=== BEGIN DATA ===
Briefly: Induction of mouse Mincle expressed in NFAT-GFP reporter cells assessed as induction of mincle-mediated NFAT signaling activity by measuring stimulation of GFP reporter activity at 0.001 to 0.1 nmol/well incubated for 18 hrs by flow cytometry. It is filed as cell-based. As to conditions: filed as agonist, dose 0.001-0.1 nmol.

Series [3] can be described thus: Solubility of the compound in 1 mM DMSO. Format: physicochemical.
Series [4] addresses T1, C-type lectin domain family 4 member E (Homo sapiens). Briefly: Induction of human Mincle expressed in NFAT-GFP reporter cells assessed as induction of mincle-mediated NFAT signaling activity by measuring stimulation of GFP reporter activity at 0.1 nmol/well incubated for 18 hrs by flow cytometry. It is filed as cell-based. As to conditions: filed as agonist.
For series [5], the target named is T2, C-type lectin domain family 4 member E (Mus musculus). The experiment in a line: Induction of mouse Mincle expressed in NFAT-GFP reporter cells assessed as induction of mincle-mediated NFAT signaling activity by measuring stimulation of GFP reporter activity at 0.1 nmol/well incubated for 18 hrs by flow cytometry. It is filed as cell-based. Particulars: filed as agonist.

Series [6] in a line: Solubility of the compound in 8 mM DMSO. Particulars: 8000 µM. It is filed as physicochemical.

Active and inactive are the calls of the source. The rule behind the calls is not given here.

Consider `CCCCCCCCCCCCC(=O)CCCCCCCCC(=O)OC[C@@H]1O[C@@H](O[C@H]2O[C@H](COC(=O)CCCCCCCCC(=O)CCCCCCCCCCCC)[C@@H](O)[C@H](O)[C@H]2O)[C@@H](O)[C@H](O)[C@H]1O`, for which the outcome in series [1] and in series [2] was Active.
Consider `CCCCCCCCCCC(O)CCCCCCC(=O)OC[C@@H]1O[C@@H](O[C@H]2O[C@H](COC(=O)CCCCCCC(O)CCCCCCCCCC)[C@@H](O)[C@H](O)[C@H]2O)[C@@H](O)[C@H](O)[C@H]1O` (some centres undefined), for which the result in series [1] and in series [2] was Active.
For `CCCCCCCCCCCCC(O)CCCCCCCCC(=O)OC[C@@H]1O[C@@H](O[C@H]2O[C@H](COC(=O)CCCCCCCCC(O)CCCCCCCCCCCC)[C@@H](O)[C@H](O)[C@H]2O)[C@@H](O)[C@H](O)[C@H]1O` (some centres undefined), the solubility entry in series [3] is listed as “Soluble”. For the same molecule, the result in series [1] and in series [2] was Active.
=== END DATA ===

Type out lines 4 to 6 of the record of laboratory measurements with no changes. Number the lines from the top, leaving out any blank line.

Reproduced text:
For series [5], the target named is T2, C-type lectin domain family 4 member E (Mus musculus). The experiment in a line: Induction of mouse Mincle expressed in NFAT-GFP reporter cells assessed as induction of mincle-mediated NFAT signaling activity by measuring stimulation of GFP reporter activity at 0.1 nmol/well incubated for 18 hrs by flow cytometry. It is filed as cell-based. Particulars: filed as agonist.

Series [6] in a line: Solubility of the compound in 8 mM DMSO. Particulars: 8000 µM. It is filed as physicochemical.

Active and inactive are the calls of the source. The rule behind the calls is not given here.